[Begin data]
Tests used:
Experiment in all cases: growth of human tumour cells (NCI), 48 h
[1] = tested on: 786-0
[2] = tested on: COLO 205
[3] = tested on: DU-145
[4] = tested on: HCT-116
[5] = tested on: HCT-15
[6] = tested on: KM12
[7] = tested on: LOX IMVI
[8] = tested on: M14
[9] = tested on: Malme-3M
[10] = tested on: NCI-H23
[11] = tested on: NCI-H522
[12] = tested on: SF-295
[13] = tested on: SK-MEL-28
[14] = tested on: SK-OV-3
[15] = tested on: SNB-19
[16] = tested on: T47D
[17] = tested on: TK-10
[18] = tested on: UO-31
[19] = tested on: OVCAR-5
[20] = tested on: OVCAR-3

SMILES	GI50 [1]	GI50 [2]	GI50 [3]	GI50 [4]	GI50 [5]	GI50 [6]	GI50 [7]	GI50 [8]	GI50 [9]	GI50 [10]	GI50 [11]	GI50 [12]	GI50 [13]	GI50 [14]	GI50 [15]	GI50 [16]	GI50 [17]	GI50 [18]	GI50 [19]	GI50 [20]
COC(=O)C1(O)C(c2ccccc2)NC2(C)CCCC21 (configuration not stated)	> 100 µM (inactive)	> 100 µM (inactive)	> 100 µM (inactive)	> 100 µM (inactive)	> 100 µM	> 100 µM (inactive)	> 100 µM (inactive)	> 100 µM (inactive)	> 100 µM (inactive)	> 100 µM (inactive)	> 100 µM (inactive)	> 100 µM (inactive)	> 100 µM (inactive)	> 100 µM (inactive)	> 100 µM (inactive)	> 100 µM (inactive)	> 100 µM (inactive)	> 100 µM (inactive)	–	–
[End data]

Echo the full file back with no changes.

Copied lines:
Tests used:
Experiment in all cases: growth of human tumour cells (NCI), 48 h
[1] = tested on: 786-0
[2] = tested on: COLO 205
[3] = tested on: DU-145
[4] = tested on: HCT-116
[5] = tested on: HCT-15
[6] = tested on: KM12
[7] = tested on: LOX IMVI
[8] = tested on: M14
[9] = tested on: Malme-3M
[10] = tested on: NCI-H23
[11] = tested on: NCI-H522
[12] = tested on: SF-295
[13] = tested on: SK-MEL-28
[14] = tested on: SK-OV-3
[15] = tested on: SNB-19
[16] = tested on: T47D
[17] = tested on: TK-10
[18] = tested on: UO-31
[19] = tested on: OVCAR-5
[20] = tested on: OVCAR-3

SMILES	GI50 [1]	GI50 [2]	GI50 [3]	GI50 [4]	GI50 [5]	GI50 [6]	GI50 [7]	GI50 [8]	GI50 [9]	GI50 [10]	GI50 [11]	GI50 [12]	GI50 [13]	GI50 [14]	GI50 [15]	GI50 [16]	GI50 [17]	GI50 [18]	GI50 [19]	GI50 [20]
COC(=O)C1(O)C(c2ccccc2)NC2(C)CCCC21 (configuration not stated)	> 100 µM (inactive)	> 100 µM (inactive)	> 100 µM (inactive)	> 100 µM (inactive)	> 100 µM	> 100 µM (inactive)	> 100 µM (inactive)	> 100 µM (inactive)	> 100 µM (inactive)	> 100 µM (inactive)	> 100 µM (inactive)	> 100 µM (inactive)	> 100 µM (inactive)	> 100 µM (inactive)	> 100 µM (inactive)	> 100 µM (inactive)	> 100 µM (inactive)	> 100 µM (inactive)	–	–